Thursday, July 16, 2009

This is Why We Can't Have Ni... Well, Things

Brandon, don't go!

I can tell from the tone--particularly the troll comments--that you guys don't want me here. I presented things pretty modestly, straightforwardly, and earnestly--i.e. in a fashion unbefitting a troll--and you jumped down my throat. Clearly, this site is not meant to be a place for exchange--more like group masturbation, if you want my honest opinion--so I won't post here again. Best of luck.
Listen here, commentariot. We've worked long and hard to get a troll here. Brandon may have sucked, but for one brief comment thread, he was ours. Next time someone comes around telling us that OUR arguments are poorly defended and that WE are biased, you'd better find a way to make him repeat himself, loudly and often. None of this making him take his bawl and go home.

I'm not sure why Brandon thinks we don't want this place to be an exchange. We would love to exchange insults with him any time. Oh well, back to the self pleasuring. Anyone got a tissue?


Brandon said...

Listen, guys. In all seriousness, I was just trying not to be a jerk. We've all got our corners of the internet that are for pure enjoyment--something I took this site to be. Nasty commenters can quickly ruin a site like that--and that's something I just didn't want to be.

Yes, I'm a classical liberal, so, yes, I'm more likely to agree with McArdle than you (though I certainly find her approach to be presumptuous, her conclusions very wrong (her celebrated gay marriage post, for example), and her writing too dependent on adjective-defining adverbs (everything is "bizarrely strange" or "strangely weird" or somesuch)).

On the subject of selling organs, however, I support it for the same reason I support abortion rights--sure, it's not my cup of tea, but who am I to say you can't sell your kidneys? I see the argument from the standpoint of exploitation, but I hope you'd see the argument from the standpoint of those pointing to literally tens of thousands of otherwise needless deaths. Selling kidneys is not the same as selling hearts, nor is it the same as selling oneself into slavery. There are important differences there that I think most of you are plenty smart enough to know already.

I'm not trolling; I don't hate Democrats (though the argument about "moral repugnance"--assuming that you mean "it's just not right"--this is actually a conservative argument); I probably do hate Republicans. On this issue, I just didn't want to see the issue get shat on just because of someone who picked it up (McArdle). For what it's worth, Megan's gay marriage post (the one referenced on wikipedia) should give her more than a little pause (much, much pause, in fact) when confronted with the exploitation argument against organ selling.

NutellaonToast said...

OK, let's try this:

1) "who am I to say you can't sell your kidneys?" That's called framing the question. You're defacto question is about whether or not "telling someone what to do" is right or wrong. That's not an argument for or against anything, but simply a bias. The real question is the positive and negatives consequences. You're just engaging in rhetoric.

2) Hobson's choice. Yes, there should be more organ transplants. I don't see how the only solution to that is to let people sell their kidneys. If you want to tell me we should introduce a new system of peddling parts of people's bodies, I'm going to demand that you have something a little more fleshed out than "pay them for the privelage!"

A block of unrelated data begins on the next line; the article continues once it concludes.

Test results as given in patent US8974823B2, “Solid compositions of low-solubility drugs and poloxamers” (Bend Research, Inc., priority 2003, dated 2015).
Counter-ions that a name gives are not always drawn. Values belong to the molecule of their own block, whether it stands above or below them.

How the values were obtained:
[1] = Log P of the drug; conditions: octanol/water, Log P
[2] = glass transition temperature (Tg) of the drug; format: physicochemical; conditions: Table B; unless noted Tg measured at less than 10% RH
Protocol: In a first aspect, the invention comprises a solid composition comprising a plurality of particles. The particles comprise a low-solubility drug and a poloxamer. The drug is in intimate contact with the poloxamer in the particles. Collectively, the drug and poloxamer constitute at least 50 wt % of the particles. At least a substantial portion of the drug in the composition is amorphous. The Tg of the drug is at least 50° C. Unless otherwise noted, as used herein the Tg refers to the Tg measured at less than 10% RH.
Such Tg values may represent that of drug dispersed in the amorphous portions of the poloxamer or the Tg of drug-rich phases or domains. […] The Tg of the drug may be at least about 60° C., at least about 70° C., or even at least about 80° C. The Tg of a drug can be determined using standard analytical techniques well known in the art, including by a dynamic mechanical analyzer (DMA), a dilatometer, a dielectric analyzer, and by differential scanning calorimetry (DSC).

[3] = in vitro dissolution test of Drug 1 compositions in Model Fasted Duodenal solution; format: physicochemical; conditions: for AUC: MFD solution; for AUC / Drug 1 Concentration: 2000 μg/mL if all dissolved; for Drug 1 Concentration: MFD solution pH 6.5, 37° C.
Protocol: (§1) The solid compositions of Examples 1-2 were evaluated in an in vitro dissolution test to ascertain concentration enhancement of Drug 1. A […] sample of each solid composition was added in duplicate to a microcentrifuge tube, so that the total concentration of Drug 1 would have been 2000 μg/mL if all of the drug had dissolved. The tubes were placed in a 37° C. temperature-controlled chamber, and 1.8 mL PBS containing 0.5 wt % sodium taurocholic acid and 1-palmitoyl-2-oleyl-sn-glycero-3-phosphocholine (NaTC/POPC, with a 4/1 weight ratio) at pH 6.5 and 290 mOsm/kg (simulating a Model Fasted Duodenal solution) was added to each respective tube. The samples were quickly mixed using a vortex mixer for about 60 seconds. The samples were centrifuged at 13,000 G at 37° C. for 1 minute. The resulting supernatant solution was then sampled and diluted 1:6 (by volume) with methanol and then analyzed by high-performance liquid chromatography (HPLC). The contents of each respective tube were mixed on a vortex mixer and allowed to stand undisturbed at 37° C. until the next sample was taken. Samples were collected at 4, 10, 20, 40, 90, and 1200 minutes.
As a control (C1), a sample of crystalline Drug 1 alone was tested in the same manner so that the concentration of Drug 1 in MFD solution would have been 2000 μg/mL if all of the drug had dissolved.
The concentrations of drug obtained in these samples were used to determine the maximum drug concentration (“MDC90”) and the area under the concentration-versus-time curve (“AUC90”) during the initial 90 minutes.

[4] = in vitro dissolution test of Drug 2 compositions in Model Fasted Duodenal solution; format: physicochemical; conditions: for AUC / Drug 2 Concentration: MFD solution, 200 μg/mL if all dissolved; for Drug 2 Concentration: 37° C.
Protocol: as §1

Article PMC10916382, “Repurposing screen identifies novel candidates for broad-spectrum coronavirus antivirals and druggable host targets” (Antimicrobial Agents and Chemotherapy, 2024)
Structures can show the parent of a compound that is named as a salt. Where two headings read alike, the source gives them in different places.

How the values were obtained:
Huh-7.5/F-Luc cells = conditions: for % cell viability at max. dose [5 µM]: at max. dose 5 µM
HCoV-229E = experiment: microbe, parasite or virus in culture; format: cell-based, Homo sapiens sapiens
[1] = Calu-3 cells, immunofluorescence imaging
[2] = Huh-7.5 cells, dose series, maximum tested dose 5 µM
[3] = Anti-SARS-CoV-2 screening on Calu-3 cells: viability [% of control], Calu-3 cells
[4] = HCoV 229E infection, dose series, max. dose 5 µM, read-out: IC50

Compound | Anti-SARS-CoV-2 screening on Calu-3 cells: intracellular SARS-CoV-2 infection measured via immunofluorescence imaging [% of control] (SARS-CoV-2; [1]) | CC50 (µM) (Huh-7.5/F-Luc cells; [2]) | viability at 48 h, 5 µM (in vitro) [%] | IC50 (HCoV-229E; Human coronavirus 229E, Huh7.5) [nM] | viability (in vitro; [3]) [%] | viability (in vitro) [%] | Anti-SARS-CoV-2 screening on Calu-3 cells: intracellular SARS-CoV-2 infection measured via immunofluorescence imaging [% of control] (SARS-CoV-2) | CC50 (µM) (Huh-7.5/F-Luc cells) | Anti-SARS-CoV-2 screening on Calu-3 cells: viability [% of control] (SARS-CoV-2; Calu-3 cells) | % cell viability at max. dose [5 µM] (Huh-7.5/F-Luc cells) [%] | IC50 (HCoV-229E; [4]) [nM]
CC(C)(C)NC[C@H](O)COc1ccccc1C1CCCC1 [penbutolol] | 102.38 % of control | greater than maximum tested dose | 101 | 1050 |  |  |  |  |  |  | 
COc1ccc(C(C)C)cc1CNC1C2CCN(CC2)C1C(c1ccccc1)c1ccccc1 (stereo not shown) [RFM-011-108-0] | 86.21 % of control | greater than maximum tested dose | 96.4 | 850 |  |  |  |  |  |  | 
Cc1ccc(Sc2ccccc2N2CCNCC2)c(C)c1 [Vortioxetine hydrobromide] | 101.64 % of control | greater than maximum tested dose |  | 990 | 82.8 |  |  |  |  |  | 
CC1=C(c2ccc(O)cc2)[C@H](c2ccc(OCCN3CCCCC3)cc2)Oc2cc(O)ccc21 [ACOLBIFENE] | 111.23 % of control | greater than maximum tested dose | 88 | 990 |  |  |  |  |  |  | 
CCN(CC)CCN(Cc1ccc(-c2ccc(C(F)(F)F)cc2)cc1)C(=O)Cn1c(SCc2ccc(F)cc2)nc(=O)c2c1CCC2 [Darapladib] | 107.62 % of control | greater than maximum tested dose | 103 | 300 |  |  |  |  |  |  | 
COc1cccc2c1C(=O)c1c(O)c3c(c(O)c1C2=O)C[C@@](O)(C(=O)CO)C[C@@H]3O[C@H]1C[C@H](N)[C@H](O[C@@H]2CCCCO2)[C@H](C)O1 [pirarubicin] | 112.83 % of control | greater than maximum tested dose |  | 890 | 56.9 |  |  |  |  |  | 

3) How serious is selling a kidney? I don't know. I imagine that, despite their redundancy, each kidney on its own is pretty important. Have you read well sourced documents that contradict this view? Forgive me for assuming that you haven't. I don't accept that selling a kidney, while not like selling a heart, is far from selling an appendix.

4) I don't know if you got the term "classical liberal" from Doughy Pantload's shitpile, but I'd refrain from using it if you want anyone to take you seriously.

5) We're not idiots. We don't dismiss things for contradicting Megan's sake. We dismiss what she says because we know that it's resemblance to anything intelligent or factual is going to be coincidental. If you want us to take organ selling seriously, provide a link to a well thought out and well researched defense of it. No matter how good an idea it is, that doesn't mean that McArdle made any attempt to show that it is other than just wanting us to take her word for it.

Brandon said...

Well, that's at least a serious response.

1. This is confused. Sure, I'm "framing the question"--it's hard to see how one could ask it without framing it. The way I put it was imprecise--the question is more complicated, but comes down to very serious questions about the legitimate use of coercion against individuals--i.e. who owns your organs and in what sense do we mean ownership. My argument was, implicitly, individuals own their bodies and may therefore do what they will with them, provided this doesn't harm anyone else. I suppose this is a bias, but on that definition of "bias" I'd have a difficult time knowing what counts as an argument. The real question is consequences, sure--if you're a consequentialist. I was making an argument from the standpoint of rights--i.e. not a consequentialist argument. Are you pro-choice? If so, don't you leverage a woman's right to choose--i.e. her right to control her own body--over what some would call negative externalities, i.e. aborted fetuses? You don't have to, but a lot of people do.

2. I didn't present any more of a Hobson's choice than those who argue against organ selling. Legislation often tends to be an either/or proposition, particularly when speaking generally.